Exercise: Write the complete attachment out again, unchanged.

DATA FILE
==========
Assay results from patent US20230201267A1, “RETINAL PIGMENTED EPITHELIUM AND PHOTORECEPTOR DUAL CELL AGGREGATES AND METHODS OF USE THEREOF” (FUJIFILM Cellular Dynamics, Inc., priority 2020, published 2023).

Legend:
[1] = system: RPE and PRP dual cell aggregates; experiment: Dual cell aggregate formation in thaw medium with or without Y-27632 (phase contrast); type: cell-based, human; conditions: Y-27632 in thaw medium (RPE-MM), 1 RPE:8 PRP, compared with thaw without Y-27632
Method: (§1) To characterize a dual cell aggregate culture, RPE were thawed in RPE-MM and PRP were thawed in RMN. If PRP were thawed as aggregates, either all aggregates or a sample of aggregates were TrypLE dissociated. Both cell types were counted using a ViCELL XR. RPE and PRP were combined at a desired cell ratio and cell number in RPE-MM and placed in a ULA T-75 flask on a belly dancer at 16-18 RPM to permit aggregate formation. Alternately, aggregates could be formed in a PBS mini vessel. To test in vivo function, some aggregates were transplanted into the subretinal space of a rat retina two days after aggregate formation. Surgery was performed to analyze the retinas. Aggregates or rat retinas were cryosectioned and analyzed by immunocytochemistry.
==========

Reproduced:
Assay results from patent US20230201267A1, “RETINAL PIGMENTED EPITHELIUM AND PHOTORECEPTOR DUAL CELL AGGREGATES AND METHODS OF USE THEREOF” (FUJIFILM Cellular Dynamics, Inc., priority 2020, published 2023).

Legend:
[1] = system: RPE and PRP dual cell aggregates; experiment: Dual cell aggregate formation in thaw medium with or without Y-27632 (phase contrast); type: cell-based, human; conditions: Y-27632 in thaw medium (RPE-MM), 1 RPE:8 PRP, compared with thaw without Y-27632
Method: (§1) To characterize a dual cell aggregate culture, RPE were thawed in RPE-MM and PRP were thawed in RMN. If PRP were thawed as aggregates, either all aggregates or a sample of aggregates were TrypLE dissociated. Both cell types were counted using a ViCELL XR. RPE and PRP were combined at a desired cell ratio and cell number in RPE-MM and placed in a ULA T-75 flask on a belly dancer at 16-18 RPM to permit aggregate formation. Alternately, aggregates could be formed in a PBS mini vessel. To test in vivo function, some aggregates were transplanted into the subretinal space of a rat retina two days after aggregate formation. Surgery was performed to analyze the retinas. Aggregates or rat retinas were cryosectioned and analyzed by immunocytochemistry.